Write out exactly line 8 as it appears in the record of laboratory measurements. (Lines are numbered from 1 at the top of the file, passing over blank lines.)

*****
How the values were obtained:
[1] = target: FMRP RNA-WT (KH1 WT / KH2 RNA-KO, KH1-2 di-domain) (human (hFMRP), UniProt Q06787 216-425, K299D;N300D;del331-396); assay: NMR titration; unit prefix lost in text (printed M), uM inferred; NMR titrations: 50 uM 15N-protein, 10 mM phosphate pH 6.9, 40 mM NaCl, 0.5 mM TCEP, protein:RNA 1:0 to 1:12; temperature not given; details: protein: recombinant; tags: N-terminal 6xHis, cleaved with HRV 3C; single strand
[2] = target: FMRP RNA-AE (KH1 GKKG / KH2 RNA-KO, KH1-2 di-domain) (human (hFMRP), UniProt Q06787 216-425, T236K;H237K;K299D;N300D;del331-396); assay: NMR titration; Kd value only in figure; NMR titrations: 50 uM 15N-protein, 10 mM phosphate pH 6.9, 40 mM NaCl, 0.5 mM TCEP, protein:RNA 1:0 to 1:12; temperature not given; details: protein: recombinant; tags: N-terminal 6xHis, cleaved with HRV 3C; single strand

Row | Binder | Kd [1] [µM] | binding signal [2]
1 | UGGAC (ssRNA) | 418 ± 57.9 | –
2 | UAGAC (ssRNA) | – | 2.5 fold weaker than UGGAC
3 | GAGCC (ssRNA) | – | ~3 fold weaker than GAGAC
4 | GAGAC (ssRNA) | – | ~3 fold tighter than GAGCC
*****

4 | GAGAC (ssRNA) | – | ~3 fold tighter than GAGCC